In 2013, George Clooney, along with Rande Gerber, and Mike Meldman released the first celebrity-owned alcohol brand, Casamigos Tequila. Four years later, they sold it for just shy of a billion dollars. Not bad for four years of work, right?
Since then, celebrities, be they basketball stars, actors, musicians, models, or anyone with immense influence, have released their own spirits or wine. In a whirlwind few years, our liquor shelves were (and still are) stacked with Hollywood booze. They have become the toast of the town, from Kendall Jenner’s tequila to Ryan Reynolds’ gin, creating a buzz that leaves us wondering: Why are we reaching for spirits stamped with a star’s seal of approval over those crafted by local, family-owned gems?
To decipher the allure, we need to uncork the concept of trust — a crucial element in our libation decision-making process, says Gerry Cyron, executive head brand thinker at Thinkerbell. “There are three pillars of trust,” he says.
There’s the slow burn of built trust, where a business establishes credibility over time. Then there’s borrowed trust, where celebs step into the scene, turning an alcohol brand into an instant household name. But as Cyron notes, it’s not always a golden ticket to success, recalling the less-than-stellar performances of Mariah Carey’s Angel Champagne or Trump’s Vodka. “A name alone is not a recipe for success,” he says.
So, why do we gravitate towards the glitz and glam of Hollywood on our liquor shelves? Could it be that purchasing these brands somehow links us to the stars or allows us to bask in their glamorous lifestyle? The answer, it seems, is as varied as the celebrity landscape itself.
Cyron taps into the psychology behind our choices, suggesting that it’s not a one-size-fits-all phenomenon. Perhaps we’re drawn to celebrity-owned brands because of the perceived expertise and credibility these stars bring to the table — “think Air Jordans of the liquor world.”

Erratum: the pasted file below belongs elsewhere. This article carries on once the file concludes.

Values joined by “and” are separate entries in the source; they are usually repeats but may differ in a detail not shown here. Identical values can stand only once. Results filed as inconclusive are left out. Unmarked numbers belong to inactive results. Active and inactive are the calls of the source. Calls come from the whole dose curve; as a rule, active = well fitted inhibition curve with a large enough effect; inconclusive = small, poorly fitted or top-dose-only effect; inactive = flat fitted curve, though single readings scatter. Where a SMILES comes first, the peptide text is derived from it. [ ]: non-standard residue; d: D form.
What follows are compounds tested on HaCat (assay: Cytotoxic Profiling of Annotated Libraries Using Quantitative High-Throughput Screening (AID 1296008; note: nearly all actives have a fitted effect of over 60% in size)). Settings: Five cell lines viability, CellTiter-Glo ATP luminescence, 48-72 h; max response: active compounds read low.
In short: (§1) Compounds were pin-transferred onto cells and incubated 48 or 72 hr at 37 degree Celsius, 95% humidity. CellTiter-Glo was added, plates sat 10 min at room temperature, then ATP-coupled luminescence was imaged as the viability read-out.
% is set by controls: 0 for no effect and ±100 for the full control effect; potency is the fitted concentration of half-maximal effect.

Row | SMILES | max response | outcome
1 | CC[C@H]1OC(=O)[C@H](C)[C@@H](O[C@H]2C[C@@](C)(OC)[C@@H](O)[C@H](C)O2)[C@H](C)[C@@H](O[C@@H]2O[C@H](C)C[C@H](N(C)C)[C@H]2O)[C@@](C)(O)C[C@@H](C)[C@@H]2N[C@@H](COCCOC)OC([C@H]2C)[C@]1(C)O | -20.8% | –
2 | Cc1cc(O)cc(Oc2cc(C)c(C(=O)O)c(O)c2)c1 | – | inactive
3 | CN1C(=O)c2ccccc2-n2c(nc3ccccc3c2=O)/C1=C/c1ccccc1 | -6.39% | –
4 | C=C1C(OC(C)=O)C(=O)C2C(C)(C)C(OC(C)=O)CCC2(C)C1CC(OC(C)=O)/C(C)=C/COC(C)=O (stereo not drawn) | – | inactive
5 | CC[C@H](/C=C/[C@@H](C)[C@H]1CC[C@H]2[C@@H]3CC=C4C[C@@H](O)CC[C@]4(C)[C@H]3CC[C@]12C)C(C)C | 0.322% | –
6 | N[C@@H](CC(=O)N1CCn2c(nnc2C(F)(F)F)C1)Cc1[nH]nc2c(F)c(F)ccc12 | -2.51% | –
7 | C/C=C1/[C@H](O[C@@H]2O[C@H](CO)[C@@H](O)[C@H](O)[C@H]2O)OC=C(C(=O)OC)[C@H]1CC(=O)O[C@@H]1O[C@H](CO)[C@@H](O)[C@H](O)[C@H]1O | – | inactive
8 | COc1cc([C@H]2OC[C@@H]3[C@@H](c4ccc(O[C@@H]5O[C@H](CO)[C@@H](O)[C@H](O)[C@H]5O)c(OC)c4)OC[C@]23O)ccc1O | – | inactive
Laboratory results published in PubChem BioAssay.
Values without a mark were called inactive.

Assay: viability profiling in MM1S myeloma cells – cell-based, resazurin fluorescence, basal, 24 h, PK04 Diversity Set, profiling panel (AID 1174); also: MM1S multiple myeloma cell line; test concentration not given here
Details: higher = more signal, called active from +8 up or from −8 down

The concept of social proof also makes an entrance, where our inherently social nature leads us to seek guidance and validation from those we admire. The Kardashian Kollection or Posh Spice’s denim label may not just be fashion choices — they could be manifestations of our desire to emulate success.
The term “celebrity worship” was first coined by researchers Lynn E. McCutcheon and John Maltby in 2003. “The vast reaching, immediacy and intimacy of social media has been playing a big part in this,” says Cyron, “but celebrity worship had a place BZ (Before Zuckerberg),” he notes. Just Google Beatlemania and you will see a similar devotion, hysteria, and fanaticism. Fast forward to Lady Gaga’s Little Monsters, Beyonce’s BeyHive, Harry Styles, or Taylor Swift fans — it’s the same thing.
“We often feel an emotional connection to our favourite celebrities or even fictitious roles they play. We identify with them because they are either aspirational (who we want to be) or relatable (how we see ourselves or parts of ourselves),” says Cyron. A decade ago, a Rolex worn by Roger Moore, aka James Bond, in Live or Let Die sold for almost $400k. There clearly was a bit of a wanna-be-spy who successfully attracted the opposite sex in the buyer’s self-belief.
But let’s not forget the marketing game at play. Celebrity ambassadors have been a marketing staple for decades, and as Cyron notes, celebrity-owned alcohol brands are simply the latest iteration of this strategy. The twist? These celebs are not just faces — they’re entrepreneurs with real skin in the game. Magic has ownership stakes in three Los Angeles-based sports teams, Starbucks, Burger King, 24 Hour Fitness, and the life insurance company EquiTrust, and he uses his influence and media profile to grow these businesses (hard).
When it comes to believing in celebrity-owned brands, credibility and expertise matter, he suggests, but it’s the personal attributes that often tip the scales. For instance, Aviation Gin may not be deemed “better” in a traditional sense, but the charm of Ryan Reynolds and his relatable persona might just make it more appealing.
While our love for celebrities and their ventures is undeniable, Cyron warns of potential negative impacts on mental health. The constant exposure to seemingly perfect lives can take a toll, particularly on the younger generation.
In this heady mix of admiration and potential pitfalls, the celebrity-owned alcohol brand trend continues to swirl, leaving us with a lingering question: Is it worth the sip?